Adam from Pittsburgh writes: I have to say that I am thoroughly underwhelmed by BE expansion candidates. I know that the ADs wanted this for scheduling, but I think this will lower the value for fans. For example: this year Pitt played five nonconference games: Utah, New Hampshire, Miami, Florida Int'l, and Notre Dame. I realize that schedule didn't go well for Pitt this year, but if they add two league games then which two of those five games will disappear? My guess is Utah and Miami. Our replacements? No matter who joins the BE, it won't be that good of a draw. .. If we have 5 conference road games in a season then we're going to continue to see FCS teams.

Brian Bennett: Scheduling will be an fascinating issue to watch if the league does go to nine conference games. I would think the best way to schedule the three remaining, nonconference games would be: one FCS opponent (that's not going away; schools love the "guaranteed" victory and home game); one decent mid-major type FBS team; and one BCS team. Of course, not all schools are going to schedule as aggressively as others -- ahem -- but some will like to take on name opponents for the spotlight.

The other thing to consider is that this appears to be the wave of the future. The Pac-10 (soon to be Pac-12) already plays nine league games, and the Big 10 and Big 12 look to be going the same route. At least you know you'll have nine interesting games, and schools can save money and headaches on what are becoming outrageously expensive guarantees for nonconference opponents.


Chris from Wallingford, Conn. writes: If the Big East wants to make the biggest splash, they might invite TCU and Houston as a package deal. I like TCU and think they could add a lot to the football side, but by themselves, they're on an island. At least with Houston they bring a running mate and natural rival. If they don't decide to go deep into the heart of Texas, I like UCF and Navy. UCF to me seems like a no brainer. Great facilities, big school with plenty of room for growth, and it all but guarantees a yearly trip for every team into the recruiting hotbed of Florida. I'd gladly deal with the extra competition for recruits. I think Navy adds value and tradition to the league from a football perspective. I don't like 'Nova or Temple and the quicker the league forgets about the Philly market the better. It's simply not a college football town.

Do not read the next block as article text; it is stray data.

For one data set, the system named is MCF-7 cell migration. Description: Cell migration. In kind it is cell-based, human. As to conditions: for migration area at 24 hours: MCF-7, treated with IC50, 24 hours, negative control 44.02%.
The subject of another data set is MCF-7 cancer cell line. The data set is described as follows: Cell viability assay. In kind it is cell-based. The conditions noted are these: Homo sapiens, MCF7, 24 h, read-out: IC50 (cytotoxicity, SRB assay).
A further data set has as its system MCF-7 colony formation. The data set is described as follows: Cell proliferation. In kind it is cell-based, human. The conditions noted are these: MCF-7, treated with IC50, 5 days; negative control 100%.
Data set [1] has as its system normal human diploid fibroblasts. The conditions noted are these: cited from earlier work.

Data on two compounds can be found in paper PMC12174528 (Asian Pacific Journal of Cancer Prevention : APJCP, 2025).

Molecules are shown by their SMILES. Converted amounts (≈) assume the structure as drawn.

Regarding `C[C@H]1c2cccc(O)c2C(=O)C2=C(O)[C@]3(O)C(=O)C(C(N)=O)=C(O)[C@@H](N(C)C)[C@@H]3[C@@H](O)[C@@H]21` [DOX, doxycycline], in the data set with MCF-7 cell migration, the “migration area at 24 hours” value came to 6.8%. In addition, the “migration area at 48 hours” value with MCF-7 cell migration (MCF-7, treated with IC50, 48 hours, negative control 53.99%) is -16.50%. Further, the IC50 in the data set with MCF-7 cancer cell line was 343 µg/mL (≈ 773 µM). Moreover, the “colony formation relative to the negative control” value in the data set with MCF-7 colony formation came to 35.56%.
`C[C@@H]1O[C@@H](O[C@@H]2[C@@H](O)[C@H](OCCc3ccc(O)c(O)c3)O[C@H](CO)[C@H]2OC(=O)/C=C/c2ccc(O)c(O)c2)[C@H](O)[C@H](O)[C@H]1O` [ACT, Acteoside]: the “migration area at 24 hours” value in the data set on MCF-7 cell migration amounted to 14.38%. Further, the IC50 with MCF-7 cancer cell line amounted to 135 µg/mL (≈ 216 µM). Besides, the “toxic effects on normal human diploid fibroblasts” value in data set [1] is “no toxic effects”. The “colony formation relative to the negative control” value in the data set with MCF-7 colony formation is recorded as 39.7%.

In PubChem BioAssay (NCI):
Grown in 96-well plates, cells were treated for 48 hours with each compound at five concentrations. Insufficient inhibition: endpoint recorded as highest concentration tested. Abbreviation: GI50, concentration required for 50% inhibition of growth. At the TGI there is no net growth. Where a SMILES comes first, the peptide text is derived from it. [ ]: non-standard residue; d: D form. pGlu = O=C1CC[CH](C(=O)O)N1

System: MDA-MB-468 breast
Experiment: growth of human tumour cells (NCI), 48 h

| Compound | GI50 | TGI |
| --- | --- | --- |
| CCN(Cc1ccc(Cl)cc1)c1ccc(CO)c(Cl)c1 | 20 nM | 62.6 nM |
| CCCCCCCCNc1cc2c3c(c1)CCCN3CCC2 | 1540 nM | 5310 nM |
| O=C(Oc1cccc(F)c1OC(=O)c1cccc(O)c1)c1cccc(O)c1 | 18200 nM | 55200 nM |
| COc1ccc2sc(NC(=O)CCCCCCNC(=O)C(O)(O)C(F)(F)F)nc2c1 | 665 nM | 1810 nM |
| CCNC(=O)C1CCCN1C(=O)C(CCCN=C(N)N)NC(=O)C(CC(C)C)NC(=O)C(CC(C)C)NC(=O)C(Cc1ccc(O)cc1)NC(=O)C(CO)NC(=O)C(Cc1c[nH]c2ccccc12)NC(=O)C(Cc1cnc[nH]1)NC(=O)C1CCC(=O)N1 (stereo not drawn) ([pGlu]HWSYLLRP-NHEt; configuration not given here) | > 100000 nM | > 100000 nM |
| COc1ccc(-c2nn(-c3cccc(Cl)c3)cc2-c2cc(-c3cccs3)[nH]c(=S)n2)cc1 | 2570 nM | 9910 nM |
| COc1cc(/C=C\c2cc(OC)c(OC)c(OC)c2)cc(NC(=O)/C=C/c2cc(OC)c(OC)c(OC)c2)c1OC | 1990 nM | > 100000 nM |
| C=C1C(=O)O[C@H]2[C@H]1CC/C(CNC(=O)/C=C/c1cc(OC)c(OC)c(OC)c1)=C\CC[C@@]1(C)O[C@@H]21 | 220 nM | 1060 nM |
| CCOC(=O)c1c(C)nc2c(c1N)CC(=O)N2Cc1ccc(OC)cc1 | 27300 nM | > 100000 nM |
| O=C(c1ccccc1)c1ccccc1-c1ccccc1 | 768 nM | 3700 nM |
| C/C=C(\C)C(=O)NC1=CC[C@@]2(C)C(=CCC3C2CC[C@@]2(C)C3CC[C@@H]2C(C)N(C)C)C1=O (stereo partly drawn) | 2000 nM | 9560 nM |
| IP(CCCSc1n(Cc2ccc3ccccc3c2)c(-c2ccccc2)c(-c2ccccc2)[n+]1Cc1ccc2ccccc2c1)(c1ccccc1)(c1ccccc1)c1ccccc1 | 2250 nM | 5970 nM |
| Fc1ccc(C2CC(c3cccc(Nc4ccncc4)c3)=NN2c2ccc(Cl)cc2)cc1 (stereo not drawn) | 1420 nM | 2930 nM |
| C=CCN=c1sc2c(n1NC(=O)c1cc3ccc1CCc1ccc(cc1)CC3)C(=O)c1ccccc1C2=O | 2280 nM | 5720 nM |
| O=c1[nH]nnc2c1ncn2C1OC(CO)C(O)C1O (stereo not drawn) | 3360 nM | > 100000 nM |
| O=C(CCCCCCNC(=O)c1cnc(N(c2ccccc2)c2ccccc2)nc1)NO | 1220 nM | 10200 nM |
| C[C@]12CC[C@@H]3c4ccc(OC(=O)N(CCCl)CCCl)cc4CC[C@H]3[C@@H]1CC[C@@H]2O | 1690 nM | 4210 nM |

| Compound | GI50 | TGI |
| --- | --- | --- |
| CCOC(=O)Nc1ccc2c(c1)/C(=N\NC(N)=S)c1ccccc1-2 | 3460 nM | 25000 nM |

Brian Bennett: I think you can pretty much scratch Houston off the list for now. The Cougars simply don't have the fan support, and the teams in the Big East that were in Conference USA with them remember playing in front of embarrassingly low crowds at Robertson Stadium. The league looked into the service academies several years ago and decided it wasn't a great fit. Besides, Navy can play a national schedule and get its own bowl tie-in; the Midshipmen don't benefit a whole lot from the Big East.

You make a good point about Philly; the Big East likes to brag about being in big cities, but in so many cases, the league program in that city is nowhere near the top sports draw. That won't change with TCU (Dallas-Forth Worth) or UCF (Orlando), either.


Allen from Los Angeles writes: You said, "no other current BCS conference school is abandoning ship for the Big East." This year, I agree, but what about a sinking ship in a few years? Who doesn't at least have doubts about the survival of the current Big 12 setup? The number 10 makes sense if you are looking ahead to 2015 to pick up a few teams when that conference implodes.

Brian Bennett: It's possible, which is another reason why expanding only to 10 now makes sense. There's no financial incentive right now for a team like Boston College or Kansas to jump to the Big East, because the conference those respective schools are in have much bigger TV contracts and more revenue to hand out. However, if the Big East can strengthen itself, perhaps start its own network and get the cash flowing in after its current deal expires in 2012, then maybe the league will be in a better position to compete with the other BCS conferences. And maybe the Big East will look more appealing to those type of schools.

It's a long shot, but at least the league is giving it a shot.